Since the end of World War II, the rate of inflation has been steadily rising. This is primarily because our government spends more than it takes in and creates too much money. In the last 50 years, the proliferation of government regulations, government agencies and social legislation have helped push inflation to breath-taking levels. In 1945, a typical middle-class working man, after paying taxes, a house payment and a car payment, still had roughly 65% of his gross earnings left to support his family. Today, he has around 30% left to support his family. That is the toll inflation has taken on our standard of living and indicates why it is common practice today for both parents to work outside of the home. In many cases, one or both parents may have two jobs and it is not unusual for teen-aged children to have part-time jobs to help out.
These are just a few examples of the enormous cost to taxpayers resulting from shortsighted and unsuccessful government actions during the past 50 years. Government falls for every crackpot theory that comes along and has no compunction about spending our tax dollars to try to make it work. Even after a project has conclusively failed, government keeps funding it. And, like a herd of swine, snouts deep in the feeding trough, Congress continues to squander billions of our tax dollars on "pork barrel" legislation, whose only purpose is to get them re-elected. In 2003, pork barrel projects cost the taxpayers approximately 23 billion dollars.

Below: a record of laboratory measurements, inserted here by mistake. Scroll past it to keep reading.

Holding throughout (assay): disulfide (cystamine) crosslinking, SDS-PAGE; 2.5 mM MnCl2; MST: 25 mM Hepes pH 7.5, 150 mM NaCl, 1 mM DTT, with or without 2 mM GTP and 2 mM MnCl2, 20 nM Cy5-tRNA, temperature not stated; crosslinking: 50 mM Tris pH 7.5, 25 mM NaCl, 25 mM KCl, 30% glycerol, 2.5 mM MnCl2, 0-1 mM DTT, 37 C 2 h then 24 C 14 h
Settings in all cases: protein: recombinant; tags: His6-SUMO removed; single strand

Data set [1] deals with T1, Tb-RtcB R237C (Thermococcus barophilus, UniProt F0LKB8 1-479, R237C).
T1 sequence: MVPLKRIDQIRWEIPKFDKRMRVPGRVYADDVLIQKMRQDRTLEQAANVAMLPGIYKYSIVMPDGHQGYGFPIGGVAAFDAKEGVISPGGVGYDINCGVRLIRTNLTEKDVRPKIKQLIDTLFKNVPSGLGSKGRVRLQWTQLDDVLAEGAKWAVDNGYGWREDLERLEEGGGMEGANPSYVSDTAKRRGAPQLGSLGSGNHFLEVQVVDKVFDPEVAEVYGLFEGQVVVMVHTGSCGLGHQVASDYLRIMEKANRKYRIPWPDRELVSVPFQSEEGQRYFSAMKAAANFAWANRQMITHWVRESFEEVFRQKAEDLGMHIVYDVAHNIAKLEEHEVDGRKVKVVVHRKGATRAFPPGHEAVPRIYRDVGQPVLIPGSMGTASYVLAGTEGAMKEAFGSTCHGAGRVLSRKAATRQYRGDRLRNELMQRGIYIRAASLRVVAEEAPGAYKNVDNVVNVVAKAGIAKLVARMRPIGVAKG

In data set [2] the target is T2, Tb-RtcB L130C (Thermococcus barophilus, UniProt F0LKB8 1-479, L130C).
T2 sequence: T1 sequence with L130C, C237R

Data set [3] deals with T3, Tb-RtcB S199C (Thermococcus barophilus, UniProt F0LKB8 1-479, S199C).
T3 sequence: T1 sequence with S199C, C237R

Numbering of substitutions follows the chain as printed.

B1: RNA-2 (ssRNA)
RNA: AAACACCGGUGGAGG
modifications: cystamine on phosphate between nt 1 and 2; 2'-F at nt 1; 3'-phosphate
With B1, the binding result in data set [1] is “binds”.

We can only guess about the level of prosperity American families would enjoy today if trillions of our tax dollars had not been squandered on 50 years of imprudent undertakings. The United States Congress, that shoddy gang of pigs and "patriots," are supposed to be stewards of the American Dream. But rather than keep the Dream alive, they are hastening its demise.
June 12, 2004
Gail Jarvis [send him mail], a CPA living in Beaufort, SC, is an advocate of the voluntary union of states established by the founders.
Copyright © 2004 LewRockwell.com